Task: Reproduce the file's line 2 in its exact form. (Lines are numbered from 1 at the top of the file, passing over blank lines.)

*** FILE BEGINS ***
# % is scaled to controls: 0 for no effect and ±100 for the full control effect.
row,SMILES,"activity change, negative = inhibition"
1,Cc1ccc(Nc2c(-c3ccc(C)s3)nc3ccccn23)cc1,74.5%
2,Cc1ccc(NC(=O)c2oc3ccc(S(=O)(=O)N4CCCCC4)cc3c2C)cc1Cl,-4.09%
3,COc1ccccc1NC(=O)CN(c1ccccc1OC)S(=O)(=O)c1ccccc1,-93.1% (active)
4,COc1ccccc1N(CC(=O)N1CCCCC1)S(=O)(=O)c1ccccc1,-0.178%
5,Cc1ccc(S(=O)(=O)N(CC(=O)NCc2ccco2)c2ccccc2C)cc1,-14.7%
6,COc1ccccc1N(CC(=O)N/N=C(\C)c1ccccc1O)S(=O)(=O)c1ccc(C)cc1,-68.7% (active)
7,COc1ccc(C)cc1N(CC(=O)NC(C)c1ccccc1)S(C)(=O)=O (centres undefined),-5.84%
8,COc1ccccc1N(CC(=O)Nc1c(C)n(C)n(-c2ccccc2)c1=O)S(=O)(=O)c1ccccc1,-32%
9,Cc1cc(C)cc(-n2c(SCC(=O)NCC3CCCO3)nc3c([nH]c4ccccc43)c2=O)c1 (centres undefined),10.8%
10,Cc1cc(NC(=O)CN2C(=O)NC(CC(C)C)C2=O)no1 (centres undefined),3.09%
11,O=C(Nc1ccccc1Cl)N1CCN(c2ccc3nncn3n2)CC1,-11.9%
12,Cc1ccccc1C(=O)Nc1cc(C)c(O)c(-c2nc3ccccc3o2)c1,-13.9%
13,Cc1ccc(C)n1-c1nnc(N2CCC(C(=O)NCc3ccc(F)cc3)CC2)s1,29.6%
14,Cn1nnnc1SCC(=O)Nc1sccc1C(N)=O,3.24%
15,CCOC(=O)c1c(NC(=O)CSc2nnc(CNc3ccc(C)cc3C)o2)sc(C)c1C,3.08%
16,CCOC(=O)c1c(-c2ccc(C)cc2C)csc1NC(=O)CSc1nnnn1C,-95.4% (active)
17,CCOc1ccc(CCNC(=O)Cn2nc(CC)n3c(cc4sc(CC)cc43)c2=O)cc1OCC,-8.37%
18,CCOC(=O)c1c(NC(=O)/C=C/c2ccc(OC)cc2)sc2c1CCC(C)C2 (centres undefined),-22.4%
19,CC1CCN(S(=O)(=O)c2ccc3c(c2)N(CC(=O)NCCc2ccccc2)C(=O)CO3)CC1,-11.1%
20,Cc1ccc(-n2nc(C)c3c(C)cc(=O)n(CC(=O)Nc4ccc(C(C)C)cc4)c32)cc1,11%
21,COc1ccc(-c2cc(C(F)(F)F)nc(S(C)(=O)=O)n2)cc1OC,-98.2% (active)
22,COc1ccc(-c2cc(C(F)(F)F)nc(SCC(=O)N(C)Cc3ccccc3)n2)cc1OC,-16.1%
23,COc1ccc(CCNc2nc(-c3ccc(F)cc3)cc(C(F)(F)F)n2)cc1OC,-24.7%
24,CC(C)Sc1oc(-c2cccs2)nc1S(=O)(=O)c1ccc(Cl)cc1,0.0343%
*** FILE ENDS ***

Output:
row,SMILES,"activity change, negative = inhibition"